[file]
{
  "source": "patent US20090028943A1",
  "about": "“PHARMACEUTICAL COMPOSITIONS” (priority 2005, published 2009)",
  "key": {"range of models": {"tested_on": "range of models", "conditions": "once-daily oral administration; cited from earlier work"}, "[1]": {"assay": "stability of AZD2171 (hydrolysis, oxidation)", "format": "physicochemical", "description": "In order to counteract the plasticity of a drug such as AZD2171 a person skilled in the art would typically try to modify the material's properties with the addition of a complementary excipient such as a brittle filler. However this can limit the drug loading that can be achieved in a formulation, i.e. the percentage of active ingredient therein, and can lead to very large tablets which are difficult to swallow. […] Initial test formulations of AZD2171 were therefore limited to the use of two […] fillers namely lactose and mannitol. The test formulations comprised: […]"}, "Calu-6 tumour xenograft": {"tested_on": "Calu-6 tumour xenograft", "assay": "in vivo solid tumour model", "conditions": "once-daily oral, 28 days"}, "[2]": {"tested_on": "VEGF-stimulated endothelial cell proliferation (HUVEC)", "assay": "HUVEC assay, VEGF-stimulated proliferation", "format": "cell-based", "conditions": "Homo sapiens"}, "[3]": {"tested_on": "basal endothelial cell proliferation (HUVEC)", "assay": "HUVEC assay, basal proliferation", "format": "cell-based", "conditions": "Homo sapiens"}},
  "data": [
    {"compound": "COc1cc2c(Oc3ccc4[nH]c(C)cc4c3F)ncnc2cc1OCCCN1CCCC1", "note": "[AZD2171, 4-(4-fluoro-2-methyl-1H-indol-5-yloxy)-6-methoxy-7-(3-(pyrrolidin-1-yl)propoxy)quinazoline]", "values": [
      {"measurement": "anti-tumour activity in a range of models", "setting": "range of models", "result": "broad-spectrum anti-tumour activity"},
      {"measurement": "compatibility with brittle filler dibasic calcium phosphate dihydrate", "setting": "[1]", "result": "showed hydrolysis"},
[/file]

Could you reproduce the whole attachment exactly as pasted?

{
  "source": "patent US20090028943A1",
  "about": "“PHARMACEUTICAL COMPOSITIONS” (priority 2005, published 2009)",
  "key": {"range of models": {"tested_on": "range of models", "conditions": "once-daily oral administration; cited from earlier work"}, "[1]": {"assay": "stability of AZD2171 (hydrolysis, oxidation)", "format": "physicochemical", "description": "In order to counteract the plasticity of a drug such as AZD2171 a person skilled in the art would typically try to modify the material's properties with the addition of a complementary excipient such as a brittle filler. However this can limit the drug loading that can be achieved in a formulation, i.e. the percentage of active ingredient therein, and can lead to very large tablets which are difficult to swallow. […] Initial test formulations of AZD2171 were therefore limited to the use of two […] fillers namely lactose and mannitol. The test formulations comprised: […]"}, "Calu-6 tumour xenograft": {"tested_on": "Calu-6 tumour xenograft", "assay": "in vivo solid tumour model", "conditions": "once-daily oral, 28 days"}, "[2]": {"tested_on": "VEGF-stimulated endothelial cell proliferation (HUVEC)", "assay": "HUVEC assay, VEGF-stimulated proliferation", "format": "cell-based", "conditions": "Homo sapiens"}, "[3]": {"tested_on": "basal endothelial cell proliferation (HUVEC)", "assay": "HUVEC assay, basal proliferation", "format": "cell-based", "conditions": "Homo sapiens"}},
  "data": [
    {"compound": "COc1cc2c(Oc3ccc4[nH]c(C)cc4c3F)ncnc2cc1OCCCN1CCCC1", "note": "[AZD2171, 4-(4-fluoro-2-methyl-1H-indol-5-yloxy)-6-methoxy-7-(3-(pyrrolidin-1-yl)propoxy)quinazoline]", "values": [
      {"measurement": "anti-tumour activity in a range of models", "setting": "range of models", "result": "broad-spectrum anti-tumour activity"},
      {"measurement": "compatibility with brittle filler dibasic calcium phosphate dihydrate", "setting": "[1]", "result": "showed hydrolysis"},